President Joe Biden has officially kicked off the construction of the Portal North Bridge in Kearny. Biden addressed officials and the press at the event held at the NJ Transit Maintenance Complex on Oct. 25.
The new bridge will replace the current 110-year-old Portal Bridge, a railroad bridge that spans 2.44 miles of the Northeast Corridor crossing the Hackensack River from Kearny to Secaucus. The move comes after officials secured funding for the bridge project earlier this year, with the project being funded by the U.S. Department of Transportation, NJ TRANSIT and Amtrak.
In January, Gov. Phil Murphy announced the signing of a Full Funding Grant Agreement which secured $766.5 million in Federal Transit Administration funding to support the project’s construction. Earlier this month, NJ Transit signed a $1.599 billion contract with Skanska/Traylor Bros Joint Venture for the construction of the bridge earlier this month. Construction is anticipated to take approximately five and a half years.
The new bridge is one component of the larger Gateway Program, which aims to double rail capacity between Newark and New York. Another proposed project in the county is the construction of new rail tunnels under the Hudson River.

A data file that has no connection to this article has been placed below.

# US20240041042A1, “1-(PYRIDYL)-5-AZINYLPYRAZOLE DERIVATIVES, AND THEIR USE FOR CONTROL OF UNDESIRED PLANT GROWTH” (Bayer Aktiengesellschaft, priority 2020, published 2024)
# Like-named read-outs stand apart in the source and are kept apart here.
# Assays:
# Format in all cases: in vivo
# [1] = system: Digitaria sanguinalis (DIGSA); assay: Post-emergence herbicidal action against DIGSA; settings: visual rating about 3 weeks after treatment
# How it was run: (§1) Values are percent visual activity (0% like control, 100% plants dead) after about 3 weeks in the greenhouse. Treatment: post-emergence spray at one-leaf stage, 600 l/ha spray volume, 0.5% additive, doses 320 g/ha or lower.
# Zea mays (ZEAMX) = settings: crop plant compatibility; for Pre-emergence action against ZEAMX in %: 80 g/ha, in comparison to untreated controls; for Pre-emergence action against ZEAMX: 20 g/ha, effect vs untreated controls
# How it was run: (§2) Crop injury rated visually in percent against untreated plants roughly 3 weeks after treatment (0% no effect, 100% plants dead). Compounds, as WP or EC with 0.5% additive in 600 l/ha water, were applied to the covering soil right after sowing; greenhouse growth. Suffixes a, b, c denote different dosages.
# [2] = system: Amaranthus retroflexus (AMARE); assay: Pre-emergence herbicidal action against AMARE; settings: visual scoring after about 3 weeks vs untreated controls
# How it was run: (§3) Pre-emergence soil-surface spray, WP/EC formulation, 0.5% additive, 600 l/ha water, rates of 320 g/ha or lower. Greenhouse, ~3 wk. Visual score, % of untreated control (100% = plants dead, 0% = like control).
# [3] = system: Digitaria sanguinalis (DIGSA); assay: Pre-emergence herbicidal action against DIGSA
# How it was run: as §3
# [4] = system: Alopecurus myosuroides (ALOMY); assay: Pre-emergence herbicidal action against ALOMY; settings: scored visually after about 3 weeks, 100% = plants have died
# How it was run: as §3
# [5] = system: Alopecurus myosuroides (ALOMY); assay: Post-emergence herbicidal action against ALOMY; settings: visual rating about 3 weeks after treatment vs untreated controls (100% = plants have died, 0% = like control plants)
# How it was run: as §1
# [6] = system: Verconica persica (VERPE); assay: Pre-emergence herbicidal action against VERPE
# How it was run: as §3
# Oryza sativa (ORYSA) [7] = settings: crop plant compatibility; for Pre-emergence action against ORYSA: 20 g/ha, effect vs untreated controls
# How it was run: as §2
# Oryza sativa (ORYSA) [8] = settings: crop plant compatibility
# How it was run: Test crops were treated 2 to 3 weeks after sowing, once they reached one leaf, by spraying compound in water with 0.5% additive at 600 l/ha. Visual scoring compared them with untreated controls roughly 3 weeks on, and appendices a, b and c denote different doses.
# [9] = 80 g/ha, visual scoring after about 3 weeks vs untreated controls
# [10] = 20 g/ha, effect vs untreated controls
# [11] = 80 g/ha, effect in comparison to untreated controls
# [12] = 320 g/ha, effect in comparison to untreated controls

Years in the making
Prior to the President’s remarks, a number of state representatives who have been lobbying for the project spoke, including Gov. Murphy and Rep. Bill Pascrell Jr., who represents the 9th Congressional District encompassing Secaucus and parts of Kearny.
“We are ready to move forward on the much needed and long-awaited replacement of the outdated Portal Bridge,” Murphy said. “When it works, the Northeast Corridor fully functions…When it doesn’t, the Northeast Corridor, the people it carries, and all the economic activity it supports, comes to a screeching halt. Over the recent past, that’s happened more and more often… Now, it is time for us to give our region the modern, safe, and reliable infrastructure that a 21st century economy demands. And that’s exactly what the entirety of the Gateway Program will do… I am so grateful for the support the President and his team, and Transportation Secretary Pete Buttigieg and his, our congressional delegation, legislative partners, all who have given not just to the Portal North Bridge project but the even bigger one waiting for us just up the tracks, the construction of new rail tunnels under the Hudson.”